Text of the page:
But recently there has been a flurry of changes, connected some observers believe, with the succession.

In particular, Kim Jong-il's brother-in-law, Jang Song-thaek, appears to be very much back in vogue after a few years in the wilderness, having now been given one of the vice-chairmen positions on the country's powerful National Defence Commission.

Many observers suggest he will play a trusted role as regent, guiding the young Kim Jong-un as he consolidates his power base, and may be given another powerful party position at the upcoming meeting.

Two other NDC vice chairmen, O Kuk-ryol and Kim Yong-chun, a key Workers Party official and defence minister respectively, are also tipped as men to watch.

Mr O, once said to be in charge of North Korea's highly sophisticated efforts to forge fake $100 bills, is now reported to be advising Kim Jong-un on operations against South Korea.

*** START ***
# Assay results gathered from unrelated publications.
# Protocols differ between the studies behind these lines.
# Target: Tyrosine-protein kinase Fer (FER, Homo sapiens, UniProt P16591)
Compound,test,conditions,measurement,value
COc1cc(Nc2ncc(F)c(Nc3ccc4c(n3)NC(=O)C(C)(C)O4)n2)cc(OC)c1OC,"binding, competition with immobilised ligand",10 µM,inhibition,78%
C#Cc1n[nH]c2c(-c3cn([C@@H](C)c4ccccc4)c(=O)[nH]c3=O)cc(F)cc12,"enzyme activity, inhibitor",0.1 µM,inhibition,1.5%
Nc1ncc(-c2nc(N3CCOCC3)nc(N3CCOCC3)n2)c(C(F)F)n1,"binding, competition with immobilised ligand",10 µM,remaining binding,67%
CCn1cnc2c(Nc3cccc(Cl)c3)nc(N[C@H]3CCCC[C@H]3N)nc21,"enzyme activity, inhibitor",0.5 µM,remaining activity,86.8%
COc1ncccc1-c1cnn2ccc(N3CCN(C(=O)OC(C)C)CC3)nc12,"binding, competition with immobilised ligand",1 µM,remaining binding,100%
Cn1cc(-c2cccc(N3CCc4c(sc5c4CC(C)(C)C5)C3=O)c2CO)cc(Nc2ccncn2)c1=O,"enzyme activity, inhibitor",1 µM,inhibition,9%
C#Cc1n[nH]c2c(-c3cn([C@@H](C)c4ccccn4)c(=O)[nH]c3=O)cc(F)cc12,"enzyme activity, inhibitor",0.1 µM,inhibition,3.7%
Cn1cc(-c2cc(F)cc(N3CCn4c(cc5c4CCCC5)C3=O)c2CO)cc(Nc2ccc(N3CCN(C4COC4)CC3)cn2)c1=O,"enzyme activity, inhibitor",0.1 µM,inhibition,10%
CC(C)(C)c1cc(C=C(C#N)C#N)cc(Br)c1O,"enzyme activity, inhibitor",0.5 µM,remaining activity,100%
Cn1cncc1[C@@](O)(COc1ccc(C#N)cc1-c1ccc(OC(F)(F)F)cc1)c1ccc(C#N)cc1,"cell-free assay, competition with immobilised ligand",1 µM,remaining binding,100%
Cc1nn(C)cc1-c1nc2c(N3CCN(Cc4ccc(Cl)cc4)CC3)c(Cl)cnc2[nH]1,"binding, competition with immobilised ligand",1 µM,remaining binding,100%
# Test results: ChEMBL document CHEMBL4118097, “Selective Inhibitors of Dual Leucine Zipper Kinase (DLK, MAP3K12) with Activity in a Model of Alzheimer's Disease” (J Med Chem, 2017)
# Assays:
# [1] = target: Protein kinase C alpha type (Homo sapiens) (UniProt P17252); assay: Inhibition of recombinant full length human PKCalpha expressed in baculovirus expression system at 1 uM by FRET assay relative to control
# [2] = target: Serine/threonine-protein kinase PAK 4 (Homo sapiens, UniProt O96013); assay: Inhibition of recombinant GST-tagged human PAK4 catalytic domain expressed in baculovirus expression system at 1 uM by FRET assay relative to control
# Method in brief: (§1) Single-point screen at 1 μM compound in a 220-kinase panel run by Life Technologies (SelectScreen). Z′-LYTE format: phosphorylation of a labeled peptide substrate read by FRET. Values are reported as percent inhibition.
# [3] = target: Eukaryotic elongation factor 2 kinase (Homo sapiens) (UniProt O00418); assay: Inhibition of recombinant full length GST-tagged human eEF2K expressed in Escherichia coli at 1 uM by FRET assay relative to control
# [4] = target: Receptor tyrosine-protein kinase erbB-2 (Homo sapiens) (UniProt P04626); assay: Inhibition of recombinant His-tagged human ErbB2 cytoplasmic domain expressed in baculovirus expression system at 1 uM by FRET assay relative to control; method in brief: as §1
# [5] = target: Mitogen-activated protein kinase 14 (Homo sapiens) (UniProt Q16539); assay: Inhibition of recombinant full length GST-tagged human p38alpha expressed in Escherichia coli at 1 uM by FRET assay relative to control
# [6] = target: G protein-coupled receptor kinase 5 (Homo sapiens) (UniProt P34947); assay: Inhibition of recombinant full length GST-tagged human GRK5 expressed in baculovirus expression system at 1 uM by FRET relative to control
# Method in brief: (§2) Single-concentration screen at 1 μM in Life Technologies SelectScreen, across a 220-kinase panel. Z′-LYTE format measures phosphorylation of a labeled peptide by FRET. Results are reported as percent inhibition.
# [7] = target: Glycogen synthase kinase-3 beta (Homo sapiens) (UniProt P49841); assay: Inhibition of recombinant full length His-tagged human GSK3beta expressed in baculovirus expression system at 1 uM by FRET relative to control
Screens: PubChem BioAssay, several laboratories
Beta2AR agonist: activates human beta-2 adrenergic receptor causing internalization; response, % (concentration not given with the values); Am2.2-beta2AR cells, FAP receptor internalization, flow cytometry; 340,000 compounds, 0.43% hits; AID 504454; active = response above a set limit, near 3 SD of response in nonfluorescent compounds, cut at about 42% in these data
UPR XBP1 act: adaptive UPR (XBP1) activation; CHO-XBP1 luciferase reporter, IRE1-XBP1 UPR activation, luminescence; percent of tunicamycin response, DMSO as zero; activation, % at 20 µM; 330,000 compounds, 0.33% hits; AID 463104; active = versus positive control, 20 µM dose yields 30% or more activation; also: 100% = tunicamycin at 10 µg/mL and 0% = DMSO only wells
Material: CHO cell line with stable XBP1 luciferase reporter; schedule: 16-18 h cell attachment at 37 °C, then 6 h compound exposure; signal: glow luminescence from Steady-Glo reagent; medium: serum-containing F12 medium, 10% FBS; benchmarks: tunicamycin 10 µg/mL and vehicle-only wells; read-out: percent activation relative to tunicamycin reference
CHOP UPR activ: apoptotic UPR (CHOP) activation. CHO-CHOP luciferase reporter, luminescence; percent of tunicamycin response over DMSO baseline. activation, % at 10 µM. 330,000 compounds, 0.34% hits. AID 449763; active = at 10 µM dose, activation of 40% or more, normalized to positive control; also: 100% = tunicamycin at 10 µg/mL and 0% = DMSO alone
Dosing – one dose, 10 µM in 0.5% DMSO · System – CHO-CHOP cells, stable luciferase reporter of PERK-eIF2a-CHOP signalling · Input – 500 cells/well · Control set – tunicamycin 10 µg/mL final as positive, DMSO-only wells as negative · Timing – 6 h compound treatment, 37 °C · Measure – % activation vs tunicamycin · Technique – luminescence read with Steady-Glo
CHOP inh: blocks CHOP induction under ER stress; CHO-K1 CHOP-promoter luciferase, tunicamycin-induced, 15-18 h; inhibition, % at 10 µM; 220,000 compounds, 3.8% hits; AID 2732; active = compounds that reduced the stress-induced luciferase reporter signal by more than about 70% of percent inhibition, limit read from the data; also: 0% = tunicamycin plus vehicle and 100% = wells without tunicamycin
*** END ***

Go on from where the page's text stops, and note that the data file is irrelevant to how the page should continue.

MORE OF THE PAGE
Ri Je-gang, a first deputy director of the Workers Party Organisation and Guidance Department, was another official said to be tasked with ensuring that the succession goes smoothly.

But, thought to be a long-time rival of Jang Song-thaek, Mr Ri died in a car accident late at night while driving home from a concert in June.

Many observers have raised the possibility of foul play and suggest that the case highlights the potential for power struggles and bloodletting during the uncertainties of the succession period.

The party conference will be a chance for Kim Jong-il to balance the interests of these various individuals and keep them in check.

There are even some reports that the handover of power is already fairly advanced with all communications with the leader now passing through the hands of Kim Jong-un.

But Brian Myers, a North Korea propaganda expert based at South Korea's Dongseo University, urges caution, given that much of the speculation about the goings on inside North Korea is based on sources outside the country, often North Korean defectors.

"The chances of your average North Korean defector knowing that are the same odds as an English teacher in a bar in Itaewon [in central Seoul] knowing what Obama said to his cabinet last week," he said.